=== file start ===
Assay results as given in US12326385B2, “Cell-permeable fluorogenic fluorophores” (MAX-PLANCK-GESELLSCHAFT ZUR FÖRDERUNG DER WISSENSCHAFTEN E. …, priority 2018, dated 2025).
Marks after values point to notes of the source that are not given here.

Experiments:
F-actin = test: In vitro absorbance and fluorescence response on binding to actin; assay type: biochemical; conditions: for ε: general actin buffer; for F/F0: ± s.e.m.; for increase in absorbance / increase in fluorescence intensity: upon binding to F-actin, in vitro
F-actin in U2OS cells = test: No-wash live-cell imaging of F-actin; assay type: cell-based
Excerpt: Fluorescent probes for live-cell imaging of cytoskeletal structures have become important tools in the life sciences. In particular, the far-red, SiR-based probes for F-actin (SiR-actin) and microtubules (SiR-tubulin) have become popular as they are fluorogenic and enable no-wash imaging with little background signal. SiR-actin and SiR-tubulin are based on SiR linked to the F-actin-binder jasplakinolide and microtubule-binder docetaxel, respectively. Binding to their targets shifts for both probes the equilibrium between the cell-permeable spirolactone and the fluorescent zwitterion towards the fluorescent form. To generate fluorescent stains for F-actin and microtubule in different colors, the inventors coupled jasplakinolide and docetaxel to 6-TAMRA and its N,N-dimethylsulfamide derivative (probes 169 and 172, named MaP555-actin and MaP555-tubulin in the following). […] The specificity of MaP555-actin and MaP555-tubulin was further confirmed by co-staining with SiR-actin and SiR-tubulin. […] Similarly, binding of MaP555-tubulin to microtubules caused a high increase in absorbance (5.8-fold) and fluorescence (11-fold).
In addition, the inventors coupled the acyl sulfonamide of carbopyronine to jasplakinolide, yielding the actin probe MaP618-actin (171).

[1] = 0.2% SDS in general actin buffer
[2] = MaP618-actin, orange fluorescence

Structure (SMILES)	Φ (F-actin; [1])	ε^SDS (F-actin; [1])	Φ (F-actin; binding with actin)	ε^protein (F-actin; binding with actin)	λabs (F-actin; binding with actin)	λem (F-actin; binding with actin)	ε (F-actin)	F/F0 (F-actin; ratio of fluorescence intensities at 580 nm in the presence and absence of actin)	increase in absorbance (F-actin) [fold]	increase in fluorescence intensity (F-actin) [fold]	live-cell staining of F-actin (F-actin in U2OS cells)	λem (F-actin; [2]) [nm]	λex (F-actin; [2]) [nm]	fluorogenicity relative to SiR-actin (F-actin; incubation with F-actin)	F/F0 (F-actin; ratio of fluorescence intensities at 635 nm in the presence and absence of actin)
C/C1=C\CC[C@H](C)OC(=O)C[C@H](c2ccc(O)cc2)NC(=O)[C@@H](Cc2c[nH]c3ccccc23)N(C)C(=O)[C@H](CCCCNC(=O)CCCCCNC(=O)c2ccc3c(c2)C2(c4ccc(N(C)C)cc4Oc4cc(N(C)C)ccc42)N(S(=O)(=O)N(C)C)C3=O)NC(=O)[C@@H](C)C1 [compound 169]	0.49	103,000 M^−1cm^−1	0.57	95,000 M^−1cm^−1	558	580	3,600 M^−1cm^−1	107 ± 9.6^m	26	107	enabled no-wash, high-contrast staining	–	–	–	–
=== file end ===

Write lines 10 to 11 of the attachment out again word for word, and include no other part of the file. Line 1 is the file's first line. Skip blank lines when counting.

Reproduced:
Structure (SMILES)	Φ (F-actin; [1])	ε^SDS (F-actin; [1])	Φ (F-actin; binding with actin)	ε^protein (F-actin; binding with actin)	λabs (F-actin; binding with actin)	λem (F-actin; binding with actin)	ε (F-actin)	F/F0 (F-actin; ratio of fluorescence intensities at 580 nm in the presence and absence of actin)	increase in absorbance (F-actin) [fold]	increase in fluorescence intensity (F-actin) [fold]	live-cell staining of F-actin (F-actin in U2OS cells)	λem (F-actin; [2]) [nm]	λex (F-actin; [2]) [nm]	fluorogenicity relative to SiR-actin (F-actin; incubation with F-actin)	F/F0 (F-actin; ratio of fluorescence intensities at 635 nm in the presence and absence of actin)
C/C1=C\CC[C@H](C)OC(=O)C[C@H](c2ccc(O)cc2)NC(=O)[C@@H](Cc2c[nH]c3ccccc23)N(C)C(=O)[C@H](CCCCNC(=O)CCCCCNC(=O)c2ccc3c(c2)C2(c4ccc(N(C)C)cc4Oc4cc(N(C)C)ccc42)N(S(=O)(=O)N(C)C)C3=O)NC(=O)[C@@H](C)C1 [compound 169]	0.49	103,000 M^−1cm^−1	0.57	95,000 M^−1cm^−1	558	580	3,600 M^−1cm^−1	107 ± 9.6^m	26	107	enabled no-wash, high-contrast staining	–	–	–	–